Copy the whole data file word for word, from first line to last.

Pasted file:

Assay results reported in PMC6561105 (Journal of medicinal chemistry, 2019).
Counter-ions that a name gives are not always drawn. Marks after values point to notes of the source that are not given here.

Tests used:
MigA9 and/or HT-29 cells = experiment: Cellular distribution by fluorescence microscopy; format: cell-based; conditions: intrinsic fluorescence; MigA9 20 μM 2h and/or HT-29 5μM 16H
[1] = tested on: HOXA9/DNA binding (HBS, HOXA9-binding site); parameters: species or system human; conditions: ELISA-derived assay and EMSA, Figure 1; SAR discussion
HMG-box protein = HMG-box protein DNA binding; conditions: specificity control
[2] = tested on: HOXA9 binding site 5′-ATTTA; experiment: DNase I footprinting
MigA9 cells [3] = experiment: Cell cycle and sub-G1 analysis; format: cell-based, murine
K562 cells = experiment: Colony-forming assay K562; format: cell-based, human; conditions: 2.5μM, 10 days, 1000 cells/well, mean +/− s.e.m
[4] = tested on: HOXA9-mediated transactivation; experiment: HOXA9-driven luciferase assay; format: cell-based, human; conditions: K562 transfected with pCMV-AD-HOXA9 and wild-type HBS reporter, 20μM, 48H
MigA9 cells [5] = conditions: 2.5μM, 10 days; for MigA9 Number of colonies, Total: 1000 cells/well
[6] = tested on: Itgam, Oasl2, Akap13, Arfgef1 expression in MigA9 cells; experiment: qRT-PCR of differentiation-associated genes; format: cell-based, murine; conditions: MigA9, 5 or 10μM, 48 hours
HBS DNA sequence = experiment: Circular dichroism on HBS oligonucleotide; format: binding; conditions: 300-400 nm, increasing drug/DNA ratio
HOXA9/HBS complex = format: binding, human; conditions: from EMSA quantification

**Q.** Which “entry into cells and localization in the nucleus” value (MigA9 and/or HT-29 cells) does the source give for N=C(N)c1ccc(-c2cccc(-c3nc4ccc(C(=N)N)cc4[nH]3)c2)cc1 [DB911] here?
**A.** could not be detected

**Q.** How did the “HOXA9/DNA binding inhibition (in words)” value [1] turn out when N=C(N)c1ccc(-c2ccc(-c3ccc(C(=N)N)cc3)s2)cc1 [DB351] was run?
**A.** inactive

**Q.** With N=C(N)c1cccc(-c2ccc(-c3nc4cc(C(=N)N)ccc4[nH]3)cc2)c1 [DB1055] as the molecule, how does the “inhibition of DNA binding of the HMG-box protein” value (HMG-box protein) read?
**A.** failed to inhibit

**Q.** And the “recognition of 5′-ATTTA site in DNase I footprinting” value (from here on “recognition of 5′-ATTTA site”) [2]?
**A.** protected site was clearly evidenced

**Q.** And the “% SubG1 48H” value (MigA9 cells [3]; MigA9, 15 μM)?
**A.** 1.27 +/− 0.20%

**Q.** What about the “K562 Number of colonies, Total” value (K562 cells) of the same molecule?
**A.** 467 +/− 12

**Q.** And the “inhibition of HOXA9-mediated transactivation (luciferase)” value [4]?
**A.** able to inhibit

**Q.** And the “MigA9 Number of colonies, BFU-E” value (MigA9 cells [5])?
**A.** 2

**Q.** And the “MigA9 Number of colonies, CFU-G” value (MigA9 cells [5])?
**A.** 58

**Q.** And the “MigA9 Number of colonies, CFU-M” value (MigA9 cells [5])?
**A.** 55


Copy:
Assay results reported in PMC6561105 (Journal of medicinal chemistry, 2019).
Counter-ions that a name gives are not always drawn. Marks after values point to notes of the source that are not given here.

Tests used:
MigA9 and/or HT-29 cells = experiment: Cellular distribution by fluorescence microscopy; format: cell-based; conditions: intrinsic fluorescence; MigA9 20 μM 2h and/or HT-29 5μM 16H
[1] = tested on: HOXA9/DNA binding (HBS, HOXA9-binding site); parameters: species or system human; conditions: ELISA-derived assay and EMSA, Figure 1; SAR discussion
HMG-box protein = HMG-box protein DNA binding; conditions: specificity control
[2] = tested on: HOXA9 binding site 5′-ATTTA; experiment: DNase I footprinting
MigA9 cells [3] = experiment: Cell cycle and sub-G1 analysis; format: cell-based, murine
K562 cells = experiment: Colony-forming assay K562; format: cell-based, human; conditions: 2.5μM, 10 days, 1000 cells/well, mean +/− s.e.m
[4] = tested on: HOXA9-mediated transactivation; experiment: HOXA9-driven luciferase assay; format: cell-based, human; conditions: K562 transfected with pCMV-AD-HOXA9 and wild-type HBS reporter, 20μM, 48H
MigA9 cells [5] = conditions: 2.5μM, 10 days; for MigA9 Number of colonies, Total: 1000 cells/well
[6] = tested on: Itgam, Oasl2, Akap13, Arfgef1 expression in MigA9 cells; experiment: qRT-PCR of differentiation-associated genes; format: cell-based, murine; conditions: MigA9, 5 or 10μM, 48 hours
HBS DNA sequence = experiment: Circular dichroism on HBS oligonucleotide; format: binding; conditions: 300-400 nm, increasing drug/DNA ratio
HOXA9/HBS complex = format: binding, human; conditions: from EMSA quantification

**Q.** Which “entry into cells and localization in the nucleus” value (MigA9 and/or HT-29 cells) does the source give for N=C(N)c1ccc(-c2cccc(-c3nc4ccc(C(=N)N)cc4[nH]3)c2)cc1 [DB911] here?
**A.** could not be detected

**Q.** How did the “HOXA9/DNA binding inhibition (in words)” value [1] turn out when N=C(N)c1ccc(-c2ccc(-c3ccc(C(=N)N)cc3)s2)cc1 [DB351] was run?
**A.** inactive

**Q.** With N=C(N)c1cccc(-c2ccc(-c3nc4cc(C(=N)N)ccc4[nH]3)cc2)c1 [DB1055] as the molecule, how does the “inhibition of DNA binding of the HMG-box protein” value (HMG-box protein) read?
**A.** failed to inhibit

**Q.** And the “recognition of 5′-ATTTA site in DNase I footprinting” value (from here on “recognition of 5′-ATTTA site”) [2]?
**A.** protected site was clearly evidenced

**Q.** And the “% SubG1 48H” value (MigA9 cells [3]; MigA9, 15 μM)?
**A.** 1.27 +/− 0.20%

**Q.** What about the “K562 Number of colonies, Total” value (K562 cells) of the same molecule?
**A.** 467 +/− 12

**Q.** And the “inhibition of HOXA9-mediated transactivation (luciferase)” value [4]?
**A.** able to inhibit

**Q.** And the “MigA9 Number of colonies, BFU-E” value (MigA9 cells [5])?
**A.** 2

**Q.** And the “MigA9 Number of colonies, CFU-G” value (MigA9 cells [5])?
**A.** 58

**Q.** And the “MigA9 Number of colonies, CFU-M” value (MigA9 cells [5])?
**A.** 55